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Br J Sports Med. 2006 Dec;40(12):998-1002. Epub 2006 Sep 21.

Polymorphisms in the HBB gene relate to individual cardiorespiratory adaptation in response to endurance training.

Author information

1
Biology Center, China Institute of Sport Science, Beijing, China.

Abstract

OBJECTIVE:

The crucial role of haemoglobin in endurance performance has been well documented. We examined whether polymorphisms in the HBB gene modified aerobic capacity.

METHODS:

102 recruits were trained by running 5000 m three times per week for 18 weeks. Exercise intensity progressively increased from an initial heart rate corresponding to 95% of the individual baseline ventilatory threshold during the first 10 weeks to 105% during the last 8 weeks. The phenotypes measured were running economy and VO(2)max. Running economy was determined by measuring submaximal VO(2) for 5 min at a constant running speed of 12 km.h(-1) and VO(2)max was obtained during an incremental test to exhaustion. Genomic DNA was extracted from white cells of peripheral blood and the -551C/T, intron2,+16C/G and +340 A/T genotypes were examined relative to the TAA site variants by PCR-RFLP.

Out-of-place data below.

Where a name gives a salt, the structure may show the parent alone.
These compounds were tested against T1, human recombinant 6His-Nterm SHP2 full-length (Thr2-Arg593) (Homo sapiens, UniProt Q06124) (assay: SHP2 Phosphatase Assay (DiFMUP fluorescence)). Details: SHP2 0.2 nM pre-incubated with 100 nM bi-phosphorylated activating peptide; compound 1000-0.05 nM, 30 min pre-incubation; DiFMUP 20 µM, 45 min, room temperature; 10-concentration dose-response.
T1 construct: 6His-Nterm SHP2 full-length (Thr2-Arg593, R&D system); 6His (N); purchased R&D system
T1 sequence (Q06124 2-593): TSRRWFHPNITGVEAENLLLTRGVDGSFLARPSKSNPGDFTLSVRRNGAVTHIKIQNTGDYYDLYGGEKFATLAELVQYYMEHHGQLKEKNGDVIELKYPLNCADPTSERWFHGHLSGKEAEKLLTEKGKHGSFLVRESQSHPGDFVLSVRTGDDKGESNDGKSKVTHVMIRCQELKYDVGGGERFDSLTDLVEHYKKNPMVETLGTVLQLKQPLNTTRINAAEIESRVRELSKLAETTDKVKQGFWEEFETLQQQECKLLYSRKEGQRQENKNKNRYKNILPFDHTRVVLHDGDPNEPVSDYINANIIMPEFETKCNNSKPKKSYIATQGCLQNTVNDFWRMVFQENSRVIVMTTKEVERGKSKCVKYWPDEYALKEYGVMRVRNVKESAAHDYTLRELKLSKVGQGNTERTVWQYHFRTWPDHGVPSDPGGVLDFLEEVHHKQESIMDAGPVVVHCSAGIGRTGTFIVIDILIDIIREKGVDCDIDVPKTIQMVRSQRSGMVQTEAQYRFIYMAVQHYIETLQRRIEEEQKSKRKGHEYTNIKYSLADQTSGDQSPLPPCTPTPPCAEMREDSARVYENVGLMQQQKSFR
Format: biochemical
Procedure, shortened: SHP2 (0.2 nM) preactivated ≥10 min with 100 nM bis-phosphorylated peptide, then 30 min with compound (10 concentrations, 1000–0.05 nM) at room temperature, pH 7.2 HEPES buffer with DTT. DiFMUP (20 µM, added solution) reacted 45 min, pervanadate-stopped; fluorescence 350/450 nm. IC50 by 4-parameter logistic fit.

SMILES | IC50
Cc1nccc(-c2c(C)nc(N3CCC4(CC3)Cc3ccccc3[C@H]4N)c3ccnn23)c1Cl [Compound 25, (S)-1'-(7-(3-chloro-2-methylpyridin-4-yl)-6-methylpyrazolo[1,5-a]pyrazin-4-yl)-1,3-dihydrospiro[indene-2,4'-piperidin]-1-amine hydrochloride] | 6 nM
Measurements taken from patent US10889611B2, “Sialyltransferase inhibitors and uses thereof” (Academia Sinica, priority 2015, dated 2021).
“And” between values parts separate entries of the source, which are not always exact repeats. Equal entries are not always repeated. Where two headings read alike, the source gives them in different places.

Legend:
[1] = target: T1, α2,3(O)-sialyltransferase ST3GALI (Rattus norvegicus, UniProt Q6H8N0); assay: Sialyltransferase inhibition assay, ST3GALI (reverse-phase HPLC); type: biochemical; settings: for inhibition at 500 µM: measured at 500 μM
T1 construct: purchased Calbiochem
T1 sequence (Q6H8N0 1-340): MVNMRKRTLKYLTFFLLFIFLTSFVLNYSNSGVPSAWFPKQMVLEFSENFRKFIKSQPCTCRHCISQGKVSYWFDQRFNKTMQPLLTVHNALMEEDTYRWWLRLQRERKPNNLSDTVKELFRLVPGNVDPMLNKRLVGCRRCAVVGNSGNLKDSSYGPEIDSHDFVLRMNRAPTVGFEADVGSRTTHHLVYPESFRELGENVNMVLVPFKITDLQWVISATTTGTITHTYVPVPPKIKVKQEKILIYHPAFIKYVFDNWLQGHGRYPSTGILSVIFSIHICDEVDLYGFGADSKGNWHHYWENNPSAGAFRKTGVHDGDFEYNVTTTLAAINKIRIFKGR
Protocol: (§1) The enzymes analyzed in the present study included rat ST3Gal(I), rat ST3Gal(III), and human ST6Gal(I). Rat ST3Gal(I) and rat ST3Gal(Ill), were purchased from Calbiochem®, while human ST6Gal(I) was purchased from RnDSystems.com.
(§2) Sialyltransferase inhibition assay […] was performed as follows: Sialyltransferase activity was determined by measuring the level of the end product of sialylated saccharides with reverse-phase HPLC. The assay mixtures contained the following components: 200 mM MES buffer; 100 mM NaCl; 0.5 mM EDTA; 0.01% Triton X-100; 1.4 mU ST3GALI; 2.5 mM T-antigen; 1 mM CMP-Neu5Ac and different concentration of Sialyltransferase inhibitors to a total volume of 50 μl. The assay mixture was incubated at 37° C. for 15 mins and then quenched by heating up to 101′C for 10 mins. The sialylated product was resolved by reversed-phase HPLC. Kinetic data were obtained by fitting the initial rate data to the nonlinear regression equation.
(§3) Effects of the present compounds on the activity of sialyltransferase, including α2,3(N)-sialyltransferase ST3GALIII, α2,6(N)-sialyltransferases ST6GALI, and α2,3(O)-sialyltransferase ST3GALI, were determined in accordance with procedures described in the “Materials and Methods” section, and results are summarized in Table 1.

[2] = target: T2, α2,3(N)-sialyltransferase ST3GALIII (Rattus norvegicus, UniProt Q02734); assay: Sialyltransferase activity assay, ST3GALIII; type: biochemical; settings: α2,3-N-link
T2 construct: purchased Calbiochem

RESULTS:

Genotype distributions were in Hardy-Weinberg equilibrium at three loci. None of the running economy and VO(2)max-related traits were associated with the three polymorphisms or haplotypes at baseline, while the training response of running economy was associated with -551C/T and intron2,+16C/G polymorphisms. Subjects homozygous for intron2,+16C/C or -551C/C had decreased oxygen cost of running compared to the other individuals.

DISCUSSION:

It was concluded that the -551C/C or intron2,+16C/C genotype might explain part of the individual variation in the cardiorespiratory adaptation to endurance training.

PMID:
16990440
PMCID:
PMC2577474
DOI:
10.1136/bjsm.2006.030866
[Indexed for MEDLINE]
Free PMC Article

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